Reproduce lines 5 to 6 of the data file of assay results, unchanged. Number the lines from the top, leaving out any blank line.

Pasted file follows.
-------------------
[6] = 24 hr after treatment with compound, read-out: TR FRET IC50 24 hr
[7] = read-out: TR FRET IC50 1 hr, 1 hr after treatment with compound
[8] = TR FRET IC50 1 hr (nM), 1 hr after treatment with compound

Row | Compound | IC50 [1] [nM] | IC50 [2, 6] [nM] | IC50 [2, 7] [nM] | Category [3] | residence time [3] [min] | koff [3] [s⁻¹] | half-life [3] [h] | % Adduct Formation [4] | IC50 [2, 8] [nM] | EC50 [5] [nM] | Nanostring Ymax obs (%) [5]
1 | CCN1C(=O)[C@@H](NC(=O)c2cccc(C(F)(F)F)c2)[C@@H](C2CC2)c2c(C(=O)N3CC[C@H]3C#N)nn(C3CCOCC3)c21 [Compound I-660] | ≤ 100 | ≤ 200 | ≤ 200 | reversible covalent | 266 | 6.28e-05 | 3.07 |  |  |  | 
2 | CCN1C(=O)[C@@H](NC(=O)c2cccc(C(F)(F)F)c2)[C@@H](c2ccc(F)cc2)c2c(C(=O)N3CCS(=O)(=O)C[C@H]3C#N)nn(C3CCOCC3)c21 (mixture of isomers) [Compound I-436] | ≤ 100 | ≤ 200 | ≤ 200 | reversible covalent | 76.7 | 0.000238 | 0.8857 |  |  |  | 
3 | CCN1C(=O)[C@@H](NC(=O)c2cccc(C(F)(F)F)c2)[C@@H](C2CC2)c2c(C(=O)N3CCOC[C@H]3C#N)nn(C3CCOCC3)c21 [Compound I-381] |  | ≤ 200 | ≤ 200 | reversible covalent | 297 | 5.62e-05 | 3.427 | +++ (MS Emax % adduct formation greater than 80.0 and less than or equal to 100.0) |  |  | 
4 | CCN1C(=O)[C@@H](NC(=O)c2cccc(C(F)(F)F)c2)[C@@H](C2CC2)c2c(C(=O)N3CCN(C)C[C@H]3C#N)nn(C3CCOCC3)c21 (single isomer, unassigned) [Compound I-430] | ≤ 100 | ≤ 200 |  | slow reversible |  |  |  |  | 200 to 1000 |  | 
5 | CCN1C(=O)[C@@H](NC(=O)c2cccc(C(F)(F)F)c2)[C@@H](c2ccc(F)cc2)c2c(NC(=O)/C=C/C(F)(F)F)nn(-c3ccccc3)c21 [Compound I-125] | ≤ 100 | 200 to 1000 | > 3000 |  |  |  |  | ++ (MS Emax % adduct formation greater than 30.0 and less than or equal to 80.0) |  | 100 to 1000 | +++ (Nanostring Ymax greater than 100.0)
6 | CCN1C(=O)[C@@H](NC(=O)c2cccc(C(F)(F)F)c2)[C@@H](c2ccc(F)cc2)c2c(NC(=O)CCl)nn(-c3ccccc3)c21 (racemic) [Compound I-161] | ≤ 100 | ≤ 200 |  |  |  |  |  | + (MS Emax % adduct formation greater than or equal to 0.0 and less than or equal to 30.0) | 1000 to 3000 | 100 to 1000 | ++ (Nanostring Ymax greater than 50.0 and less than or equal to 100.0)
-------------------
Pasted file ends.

1 | CCN1C(=O)[C@@H](NC(=O)c2cccc(C(F)(F)F)c2)[C@@H](C2CC2)c2c(C(=O)N3CC[C@H]3C#N)nn(C3CCOCC3)c21 [Compound I-660] | ≤ 100 | ≤ 200 | ≤ 200 | reversible covalent | 266 | 6.28e-05 | 3.07 |  |  |  | 
2 | CCN1C(=O)[C@@H](NC(=O)c2cccc(C(F)(F)F)c2)[C@@H](c2ccc(F)cc2)c2c(C(=O)N3CCS(=O)(=O)C[C@H]3C#N)nn(C3CCOCC3)c21 (mixture of isomers) [Compound I-436] | ≤ 100 | ≤ 200 | ≤ 200 | reversible covalent | 76.7 | 0.000238 | 0.8857 |  |  |  | 